The Origins of the U.S. System of Government
In Ancient Greece, “democracy” meant a form of rule by the “mob” (the people), which was derided as dangerous. Centuries later, and on the other side of the world, the framers of the U.S. constitution grappled with many of the same questions the Ancient Greeks did, as they sought to create a new system of government that would avoid the perceived dangers of pure democracy and the known dangers of absolute monarchy and aristocracy. The American framers arrived at a different conclusion: a representative Republic. . Now, more than 200 years and 27 amendments later, how has the Founder’s system of government changed?
How Could Our Constitutional Structure Be Improved?
Today, our federal government is very different from what our founders intended—and also from what other western democracies look like. When democracies worldwide are under pressure from populism and authoritarianism, it’s useful to look at some of the inherent tensions in the US system as a result of features specific to our Constitutional history, such as the Electoral College, Gerrymandering, the composition of the US Senate, and the current push for a new Constitutional Convention.
Money in Politics in the US versus Other Democracies
The raising and spending of money to influence elections in the US has changed significantly in the last ten years as a result of Citizens United and other decisions of the US Supreme Court. The Court based these decisions on its interpretation of the First Amendment, in several instances over-ruling earlier cases where the Court had a different understanding of that amendment. How has this change affected politics and legislating in the US, and how do pother democracies approach these free speech and campaign finance issues? What practical steps could we take now to change the status quo in campaign finance?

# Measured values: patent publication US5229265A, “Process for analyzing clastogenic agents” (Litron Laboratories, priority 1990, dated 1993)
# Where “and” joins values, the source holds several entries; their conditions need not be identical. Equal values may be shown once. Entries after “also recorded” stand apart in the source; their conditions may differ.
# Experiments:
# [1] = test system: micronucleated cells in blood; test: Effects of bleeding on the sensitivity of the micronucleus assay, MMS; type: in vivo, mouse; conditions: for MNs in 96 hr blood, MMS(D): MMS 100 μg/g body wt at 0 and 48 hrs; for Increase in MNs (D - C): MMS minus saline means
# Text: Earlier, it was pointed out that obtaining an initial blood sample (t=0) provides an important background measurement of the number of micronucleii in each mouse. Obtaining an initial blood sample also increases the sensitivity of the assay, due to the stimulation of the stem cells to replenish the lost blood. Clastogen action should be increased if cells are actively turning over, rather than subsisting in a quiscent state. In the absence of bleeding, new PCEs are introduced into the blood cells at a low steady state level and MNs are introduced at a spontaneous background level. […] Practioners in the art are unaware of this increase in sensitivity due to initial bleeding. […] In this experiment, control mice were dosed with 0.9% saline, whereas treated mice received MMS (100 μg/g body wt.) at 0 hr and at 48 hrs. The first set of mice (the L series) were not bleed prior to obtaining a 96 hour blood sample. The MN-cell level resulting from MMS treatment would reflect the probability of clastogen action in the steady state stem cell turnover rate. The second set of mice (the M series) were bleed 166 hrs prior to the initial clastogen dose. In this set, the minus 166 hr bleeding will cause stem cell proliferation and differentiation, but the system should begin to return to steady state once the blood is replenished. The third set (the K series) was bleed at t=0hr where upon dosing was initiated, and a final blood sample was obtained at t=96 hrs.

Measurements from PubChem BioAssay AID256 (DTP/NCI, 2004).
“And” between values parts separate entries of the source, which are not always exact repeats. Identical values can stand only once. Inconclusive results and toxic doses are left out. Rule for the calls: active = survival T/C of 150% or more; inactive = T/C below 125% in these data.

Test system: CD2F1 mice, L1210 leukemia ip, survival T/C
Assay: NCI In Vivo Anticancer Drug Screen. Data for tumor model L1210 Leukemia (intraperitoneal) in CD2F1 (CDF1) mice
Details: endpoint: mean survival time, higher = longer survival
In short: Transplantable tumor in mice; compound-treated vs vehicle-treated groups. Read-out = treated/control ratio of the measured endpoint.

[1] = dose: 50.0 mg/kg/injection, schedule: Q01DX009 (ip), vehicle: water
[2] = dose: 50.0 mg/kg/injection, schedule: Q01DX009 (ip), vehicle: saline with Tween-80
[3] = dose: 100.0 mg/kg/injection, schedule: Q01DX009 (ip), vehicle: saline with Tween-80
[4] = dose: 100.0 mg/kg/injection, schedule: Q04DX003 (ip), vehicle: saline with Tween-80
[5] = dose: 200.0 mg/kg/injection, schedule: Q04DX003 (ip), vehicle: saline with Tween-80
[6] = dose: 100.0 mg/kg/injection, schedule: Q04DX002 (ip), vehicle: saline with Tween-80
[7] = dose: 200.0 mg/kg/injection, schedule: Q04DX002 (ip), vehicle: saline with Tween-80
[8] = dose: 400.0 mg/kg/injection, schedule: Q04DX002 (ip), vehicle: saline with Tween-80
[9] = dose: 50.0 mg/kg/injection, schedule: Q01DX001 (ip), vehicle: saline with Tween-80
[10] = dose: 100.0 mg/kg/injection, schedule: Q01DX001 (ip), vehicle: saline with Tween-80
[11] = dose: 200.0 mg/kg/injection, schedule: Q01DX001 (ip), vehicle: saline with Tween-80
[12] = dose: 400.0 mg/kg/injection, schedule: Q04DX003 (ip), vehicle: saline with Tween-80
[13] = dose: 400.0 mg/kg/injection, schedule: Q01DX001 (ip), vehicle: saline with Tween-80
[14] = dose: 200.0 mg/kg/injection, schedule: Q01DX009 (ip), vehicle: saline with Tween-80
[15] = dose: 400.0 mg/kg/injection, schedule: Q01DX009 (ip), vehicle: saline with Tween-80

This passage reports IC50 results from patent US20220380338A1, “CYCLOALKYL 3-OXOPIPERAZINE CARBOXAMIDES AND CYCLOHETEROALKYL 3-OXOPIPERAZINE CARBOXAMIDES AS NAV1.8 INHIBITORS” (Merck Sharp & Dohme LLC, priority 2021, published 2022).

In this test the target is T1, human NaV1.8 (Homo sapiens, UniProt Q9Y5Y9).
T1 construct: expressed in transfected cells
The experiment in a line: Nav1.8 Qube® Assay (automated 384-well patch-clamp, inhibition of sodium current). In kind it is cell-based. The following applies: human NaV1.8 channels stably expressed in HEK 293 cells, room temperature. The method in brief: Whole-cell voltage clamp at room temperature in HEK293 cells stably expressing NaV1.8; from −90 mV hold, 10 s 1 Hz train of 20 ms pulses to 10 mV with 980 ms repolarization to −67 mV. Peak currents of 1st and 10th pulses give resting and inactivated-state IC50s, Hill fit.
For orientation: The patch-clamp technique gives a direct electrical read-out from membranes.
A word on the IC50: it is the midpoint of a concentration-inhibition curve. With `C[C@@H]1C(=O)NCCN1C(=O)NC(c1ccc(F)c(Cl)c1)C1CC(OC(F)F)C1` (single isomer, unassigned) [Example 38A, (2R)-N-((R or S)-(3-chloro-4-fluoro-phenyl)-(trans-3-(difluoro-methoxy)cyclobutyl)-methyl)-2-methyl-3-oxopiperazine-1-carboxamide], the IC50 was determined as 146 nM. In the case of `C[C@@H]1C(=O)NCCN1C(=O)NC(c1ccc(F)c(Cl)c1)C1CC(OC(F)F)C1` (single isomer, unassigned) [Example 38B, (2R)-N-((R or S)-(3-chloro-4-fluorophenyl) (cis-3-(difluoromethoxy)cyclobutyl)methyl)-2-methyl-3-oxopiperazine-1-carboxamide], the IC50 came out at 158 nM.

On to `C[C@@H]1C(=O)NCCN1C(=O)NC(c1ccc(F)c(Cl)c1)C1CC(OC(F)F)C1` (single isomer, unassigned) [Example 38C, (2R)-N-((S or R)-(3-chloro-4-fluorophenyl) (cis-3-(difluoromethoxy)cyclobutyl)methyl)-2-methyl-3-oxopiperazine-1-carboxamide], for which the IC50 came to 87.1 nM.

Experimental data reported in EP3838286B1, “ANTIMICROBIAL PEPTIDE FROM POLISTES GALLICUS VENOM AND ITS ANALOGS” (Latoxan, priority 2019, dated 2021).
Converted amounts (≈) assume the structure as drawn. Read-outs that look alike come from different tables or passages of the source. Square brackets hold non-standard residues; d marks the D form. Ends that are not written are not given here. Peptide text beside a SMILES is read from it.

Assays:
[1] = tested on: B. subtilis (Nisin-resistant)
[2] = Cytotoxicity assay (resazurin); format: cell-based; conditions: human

You may remember Trevor Potter for his flash of national media fame as Stephen Colbert’s on-air Super Pac lawyer, creating Americans for a Better Tomorrow, Tomorrow and keeping a straight face as he explained “dark money” and 501 c4 organizations to Jon Stewart. But Trevor is the real thing–a non-partisan expert in money in politics and how our election system actually works. He is a former Chairman of the Federal Election Commission, and has taught or spoken at Oxford University and many of the US’s top law schools about the Constitution and our electoral system. Nowadays he spends most of his time as President of the Campaign Legal Center in Washington DC, working for solutions to some of the greatest challenges to our democratic system of elections and government, so he blends academic and real life experience at a time when democracies are under threat around the world. He is a graduate of Harvard College and the University of Virginia School of Law. He was John McCain’s election lawyer and has a reputation for being a straight-talking non partisan thinker on these timely issues.